My professor, however, saw in me a committed student of Jewish tradition. and said out loud that I was a great student of his. He named my infinite game when I didn’t even know I was playing! I was about to fall into a trap but his recognition helped me to make my breakthrough.

Since then, I have had moments of being ahead and being behind but until this very day I keep working on being a good student…

The second idea is: contextualize your challenges as growth chapters in  an unfolding journey. Shift from proving to improving, prioritize being and becoming. Before you notice, you will be breaking from narrowness to expansion.

Number 3: What kind of player are you?

The Rabbis in the Talmud say that the meaning of the sentence “You shall walk after Adonai your God” (Deut. 13:5) is to walk after the attributes of God: As God visits the sick so should you visit the sick. God comforts mourners, therefore you too should comfort the mourners.

Following this idea of walking in God’s ways, Jewish Philosophers distinguish between the image of God and the likeness of God. The image refers to Man’s inherent uniqueness and separateness from the rest of the creation. On the other hand, likeness is a more of a fluid concept because it implies the choice of walking in God’s ways.

This choice is the moral imperative for wishful thinking and for prayer; After all, we wouldn’t ask God for something that we are not able to conceive within ourselves.

During the High Holy Days we sing our hearts out: “אבינו מלכנו חננו ועננו כי אין בנו מעשים” – “Our Father, Our King show grace to us and answer us, for we have no deeds”. We will be asking for unconditional recognition and love, that’s the meaning of grace. It is the act of giving also when the receiver has no deeds.

Now, can we find that kind of unconditional giving within ourselves?

If you think that we can find that kind of unconditional giving within ourselves, raise your hand!

If you think that we can’t, now raise your hand too.

It turns out that we usually don’t mirror our high aspirations, like acting with grace, but rather we mirror the behavior of the people around us.

Prof. Adam Grant explains that the majority of people are what he calls Matchers.

Matchers are those who try to keep an even account between what they give and what they receive. The rest of the people, which make about 50%, are divided in two almost even categories: Givers and Takers.

Takers are self-serving, it’s all about what you can do for them.

The givers are the opposite, they are those who always ask “What can I do for you?”.

Grant looks at the business world and says that the impact of Givers on the success of companies is extremely positive.

However, since most people are matchers, the negative impact of takers on a given team overpasses the positive impact of the givers.

The matchers mirror the negative behavior of the takers and the givers get burned out. So Grant’s conclusion is that companies should weed out the takers…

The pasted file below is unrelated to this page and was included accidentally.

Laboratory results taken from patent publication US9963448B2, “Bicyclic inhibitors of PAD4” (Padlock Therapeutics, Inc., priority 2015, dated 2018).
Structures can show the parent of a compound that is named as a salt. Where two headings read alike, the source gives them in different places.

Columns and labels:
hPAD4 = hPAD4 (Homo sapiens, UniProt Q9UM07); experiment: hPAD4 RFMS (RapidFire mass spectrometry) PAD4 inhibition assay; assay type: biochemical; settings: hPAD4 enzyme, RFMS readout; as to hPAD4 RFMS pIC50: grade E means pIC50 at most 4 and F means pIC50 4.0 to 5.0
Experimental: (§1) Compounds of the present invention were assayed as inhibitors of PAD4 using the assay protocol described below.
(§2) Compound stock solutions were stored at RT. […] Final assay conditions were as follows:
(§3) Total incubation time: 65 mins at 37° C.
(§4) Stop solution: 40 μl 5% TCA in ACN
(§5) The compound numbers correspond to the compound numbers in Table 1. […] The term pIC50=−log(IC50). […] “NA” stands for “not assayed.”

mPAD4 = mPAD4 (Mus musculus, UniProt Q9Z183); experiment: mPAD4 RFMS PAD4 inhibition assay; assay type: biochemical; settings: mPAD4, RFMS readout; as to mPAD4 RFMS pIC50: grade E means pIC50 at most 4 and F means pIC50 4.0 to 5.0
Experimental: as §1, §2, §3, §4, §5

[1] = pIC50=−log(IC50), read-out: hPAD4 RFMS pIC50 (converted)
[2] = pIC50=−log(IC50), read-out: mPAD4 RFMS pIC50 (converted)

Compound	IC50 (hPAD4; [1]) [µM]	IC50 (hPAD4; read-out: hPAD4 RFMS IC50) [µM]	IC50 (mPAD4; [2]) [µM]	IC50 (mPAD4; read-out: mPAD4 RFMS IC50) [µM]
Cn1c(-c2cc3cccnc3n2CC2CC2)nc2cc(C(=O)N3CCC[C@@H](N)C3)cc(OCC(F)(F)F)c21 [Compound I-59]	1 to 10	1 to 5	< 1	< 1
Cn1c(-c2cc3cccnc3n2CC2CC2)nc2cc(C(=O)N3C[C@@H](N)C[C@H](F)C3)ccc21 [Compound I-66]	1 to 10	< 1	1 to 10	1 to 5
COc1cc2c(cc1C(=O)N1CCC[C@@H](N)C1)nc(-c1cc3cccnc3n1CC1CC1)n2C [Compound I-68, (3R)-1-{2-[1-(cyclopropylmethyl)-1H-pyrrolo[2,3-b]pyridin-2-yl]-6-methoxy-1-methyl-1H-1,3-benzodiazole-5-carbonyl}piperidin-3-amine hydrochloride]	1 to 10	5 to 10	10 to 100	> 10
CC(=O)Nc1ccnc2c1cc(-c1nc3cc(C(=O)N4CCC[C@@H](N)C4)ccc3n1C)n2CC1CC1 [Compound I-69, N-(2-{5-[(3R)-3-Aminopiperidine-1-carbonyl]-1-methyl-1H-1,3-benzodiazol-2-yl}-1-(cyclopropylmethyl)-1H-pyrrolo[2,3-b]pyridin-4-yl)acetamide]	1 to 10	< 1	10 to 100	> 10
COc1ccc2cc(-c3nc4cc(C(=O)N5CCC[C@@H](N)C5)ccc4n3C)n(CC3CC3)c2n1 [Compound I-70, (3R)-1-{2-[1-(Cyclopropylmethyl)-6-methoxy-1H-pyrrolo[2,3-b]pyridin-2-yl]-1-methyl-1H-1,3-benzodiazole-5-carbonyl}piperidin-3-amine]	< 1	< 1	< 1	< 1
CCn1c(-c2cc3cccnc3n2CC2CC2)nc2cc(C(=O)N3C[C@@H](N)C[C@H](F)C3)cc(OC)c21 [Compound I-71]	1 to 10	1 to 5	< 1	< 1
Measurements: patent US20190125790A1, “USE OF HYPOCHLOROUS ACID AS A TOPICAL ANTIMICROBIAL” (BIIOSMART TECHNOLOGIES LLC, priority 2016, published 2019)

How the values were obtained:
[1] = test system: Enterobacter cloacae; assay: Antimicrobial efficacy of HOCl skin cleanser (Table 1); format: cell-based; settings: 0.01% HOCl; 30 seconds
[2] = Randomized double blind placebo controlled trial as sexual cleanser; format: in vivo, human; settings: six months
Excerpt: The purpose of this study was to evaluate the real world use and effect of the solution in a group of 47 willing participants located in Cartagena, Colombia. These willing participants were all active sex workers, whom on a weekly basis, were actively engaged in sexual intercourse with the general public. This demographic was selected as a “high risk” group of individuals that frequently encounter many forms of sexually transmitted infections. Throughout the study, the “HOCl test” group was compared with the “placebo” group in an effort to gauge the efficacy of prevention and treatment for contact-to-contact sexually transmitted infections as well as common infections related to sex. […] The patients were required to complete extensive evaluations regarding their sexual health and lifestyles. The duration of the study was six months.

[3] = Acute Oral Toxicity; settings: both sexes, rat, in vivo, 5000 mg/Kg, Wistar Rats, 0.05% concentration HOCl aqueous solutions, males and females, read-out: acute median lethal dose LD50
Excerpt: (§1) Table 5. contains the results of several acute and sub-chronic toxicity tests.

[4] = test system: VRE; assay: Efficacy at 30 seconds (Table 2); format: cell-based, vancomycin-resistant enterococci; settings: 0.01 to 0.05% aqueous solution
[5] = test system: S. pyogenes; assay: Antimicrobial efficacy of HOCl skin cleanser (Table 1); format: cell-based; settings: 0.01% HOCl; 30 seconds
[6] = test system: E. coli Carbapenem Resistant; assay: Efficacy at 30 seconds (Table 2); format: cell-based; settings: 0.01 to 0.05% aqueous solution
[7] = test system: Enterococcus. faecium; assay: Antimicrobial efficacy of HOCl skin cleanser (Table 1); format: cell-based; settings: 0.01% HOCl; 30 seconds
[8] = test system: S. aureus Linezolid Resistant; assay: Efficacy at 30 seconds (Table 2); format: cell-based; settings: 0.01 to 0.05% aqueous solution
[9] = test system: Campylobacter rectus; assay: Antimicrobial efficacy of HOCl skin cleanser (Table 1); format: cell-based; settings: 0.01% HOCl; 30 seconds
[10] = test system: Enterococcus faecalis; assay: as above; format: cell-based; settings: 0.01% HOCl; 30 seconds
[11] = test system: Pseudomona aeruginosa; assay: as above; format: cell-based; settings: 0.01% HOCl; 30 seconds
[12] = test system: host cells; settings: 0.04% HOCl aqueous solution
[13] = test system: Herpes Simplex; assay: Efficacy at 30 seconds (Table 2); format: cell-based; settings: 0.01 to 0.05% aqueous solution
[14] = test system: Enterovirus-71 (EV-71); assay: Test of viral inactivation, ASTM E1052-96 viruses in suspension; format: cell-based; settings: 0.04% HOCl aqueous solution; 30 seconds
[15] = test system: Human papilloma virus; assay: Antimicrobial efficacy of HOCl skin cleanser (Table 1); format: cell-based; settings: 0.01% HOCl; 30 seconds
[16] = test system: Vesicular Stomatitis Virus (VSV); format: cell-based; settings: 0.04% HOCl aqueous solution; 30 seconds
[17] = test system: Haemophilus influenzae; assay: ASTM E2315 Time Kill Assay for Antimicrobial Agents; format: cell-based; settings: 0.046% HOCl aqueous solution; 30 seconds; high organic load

But in life, on the road, at school, at the grocery store, we don’t have an HR department to weed out the takers! We don’t have control over it.

However, what we can control is what kind of players we want to be.

This time, breaking through means to defy our tendency to mirror the negativity we see and instead mirror our higher aspirations.

“Show us grace because we have no deeds” –

Giving without trying to match the merits of those around us; without preaching, without prosecuting, just with the purpose of defining ourselves by the quality of our actions.

The third idea is: Choose giving over taking. Break through by refraining from mirroring negative behavior, and by choosing to mirror your aspirations so they become the defining component of your life experience.

So…

Yes here we are, welcoming 5782 in the midst of a pandemic that we thought would be over by now…

Yes, many of us are overwhelmed.

Yes, We have become too familiar with emotional exhaustion.

But NO, we don’t want to be defined by this experience! We don’t want our personal stories to be a reflection of Google searching trends.

We rather want our stories to be a reflection of what we are searching for within ourselves!

May we, like the scientist,  be seekers of wisdom and may we ask more questions.

May we find the courage to break the trap of our confirmation bias and may we rethink.

May we look at our journeys as infinite games thus yearning for perspective and growth.

May we break the trap of trying to constantly prove ourselves and instead embrace the challenge of constantly improving ourselves.

May we become givers by rising up and breaking the trap of mirroring what’s negative in our world.

Breaking traps is not an easy job. But just in a few moments we will say in our prayers: Hayom Harat HaOlam, today the universe is pregnant with opportunity…  I believe so. I hope you do too!

Shanah Tovah U’Metukah!

-Rabbi Nico Socolovsky